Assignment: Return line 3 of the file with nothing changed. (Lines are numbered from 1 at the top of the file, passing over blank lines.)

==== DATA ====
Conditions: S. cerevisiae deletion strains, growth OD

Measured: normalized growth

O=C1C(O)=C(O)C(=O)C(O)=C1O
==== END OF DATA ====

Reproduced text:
O=C1C(O)=C(O)C(=O)C(O)=C1O